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SEPTA Walkout In Third Day

March 18, 1986

PHILADELPHIA (AP) _ Hundreds of thousands of commuters and students used alternate ways to get around the city this morning, from car pools to skateboards, as a strike by bus, trolley and subway workers entered its third day.

″It’s a zoo,″ Gene Aucott of Shadow Traffic, a traffic reporting service, said of the morning rush hour. He said motorists from northeast Philadelphia, used to an 18-minute trip downtown on southbound Interstate 95, were finding trips took an hour.

He said city streets weren’t too bad, but highways were heavily congested - the reverse of Monday’s situation.

″It seems like everybody’s trying their alternates at the same time,″ he said.

No talks were scheduled as of this morning between the Transport Workers Union Local 234 and the Southeastern Pennsylvania Transportation Authority. The 5,100-member union walked off the job Sunday night.

The local union president, Roger Tauss, on Monday proposed setting aside wage issues and returning to negotiate with SEPTA about the union’s allegation that workers have been harassed.

SEPTA spokesman Joaquin Bowman would not respond directly to Tauss’ proposal, saying the transit authority already negotiated on the issue.

″Any further negotiations will be scheduled by the mediator,″ Bowman said.

Ridership on SEPTA’s suburban commuter rail lines, which are not affected by the strike, swelled and 20-block long traffic jams snaked through the city Monday, the first workday of the strike.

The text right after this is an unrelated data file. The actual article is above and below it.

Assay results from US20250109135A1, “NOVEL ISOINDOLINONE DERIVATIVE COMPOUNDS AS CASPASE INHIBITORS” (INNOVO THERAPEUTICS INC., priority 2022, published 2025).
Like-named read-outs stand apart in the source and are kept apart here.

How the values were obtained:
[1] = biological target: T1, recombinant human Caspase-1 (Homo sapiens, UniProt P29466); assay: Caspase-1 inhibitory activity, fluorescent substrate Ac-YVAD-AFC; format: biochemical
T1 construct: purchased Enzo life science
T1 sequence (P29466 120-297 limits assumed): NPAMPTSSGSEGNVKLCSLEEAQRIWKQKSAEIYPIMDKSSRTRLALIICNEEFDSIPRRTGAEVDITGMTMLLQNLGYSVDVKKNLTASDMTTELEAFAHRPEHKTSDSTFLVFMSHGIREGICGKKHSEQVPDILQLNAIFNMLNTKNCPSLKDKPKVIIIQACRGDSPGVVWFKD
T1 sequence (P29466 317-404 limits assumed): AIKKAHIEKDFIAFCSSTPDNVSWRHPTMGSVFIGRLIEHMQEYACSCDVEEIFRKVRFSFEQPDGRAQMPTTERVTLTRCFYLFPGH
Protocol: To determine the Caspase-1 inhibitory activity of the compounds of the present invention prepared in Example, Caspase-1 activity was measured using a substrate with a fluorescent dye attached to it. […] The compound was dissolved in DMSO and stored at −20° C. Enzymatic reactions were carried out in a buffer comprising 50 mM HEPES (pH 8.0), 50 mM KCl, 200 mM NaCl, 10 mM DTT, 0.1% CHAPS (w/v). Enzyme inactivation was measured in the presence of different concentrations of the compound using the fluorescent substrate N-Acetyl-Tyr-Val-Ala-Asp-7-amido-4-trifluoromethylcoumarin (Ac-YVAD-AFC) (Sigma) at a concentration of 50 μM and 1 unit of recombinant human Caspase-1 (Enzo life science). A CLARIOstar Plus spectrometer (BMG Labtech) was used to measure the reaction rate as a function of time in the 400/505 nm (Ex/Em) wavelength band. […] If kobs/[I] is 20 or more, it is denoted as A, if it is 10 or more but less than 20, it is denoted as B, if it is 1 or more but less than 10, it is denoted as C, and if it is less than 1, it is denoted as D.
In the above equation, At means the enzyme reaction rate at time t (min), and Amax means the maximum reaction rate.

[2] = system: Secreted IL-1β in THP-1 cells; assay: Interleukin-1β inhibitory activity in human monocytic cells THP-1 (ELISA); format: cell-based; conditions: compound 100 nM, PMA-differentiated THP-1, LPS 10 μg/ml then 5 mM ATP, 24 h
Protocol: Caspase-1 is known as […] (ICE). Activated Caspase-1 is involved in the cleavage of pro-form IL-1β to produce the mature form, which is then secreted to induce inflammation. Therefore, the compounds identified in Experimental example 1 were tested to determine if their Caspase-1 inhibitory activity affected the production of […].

The Delaware Valley Regional Planning Commission’s car pool hotline received about 500 calls Monday, most of them people looking for rides, said Rita Dommermuth, program director.

At Central High School, which relies almost exclusively on SEPTA for student transportation, a room was set aside to store bikes.

At the Julia R. Masterman School, Principal Melvin K. McMaster said he counted 20 to 25 skateboards Monday.

″We don’t recommend that, particularly in this traffic,″ he said.

During a rally Monday outside SEPTA headquarters, Tauss told 200 strikers that if SEPTA resolved the non-economic issues, ″the strike would be settled in a day.″

Tauss said the two sides were not far apart on pay issues.

When talks broke off Sunday, SEPTA had offered a pay increase of $1.12 an hour over three years. The union sought $1.50 an hour. Average base pay was $11.50 an hour under the contract that expired at 12:01 a.m. Saturday.

The union alleges SEPTA managers unfairly discipline workers on charges that arbitrators later reverse. The union wants SEPTA to pay attorney’s fees in cases where the union wins, a demand Tauss described as the TWU’s key issue.

Bowman said SEPTA had improved its offer during last-minute bargaining by dropping demands for hiring part-time workers and for the elimination of a no- layoff clause.

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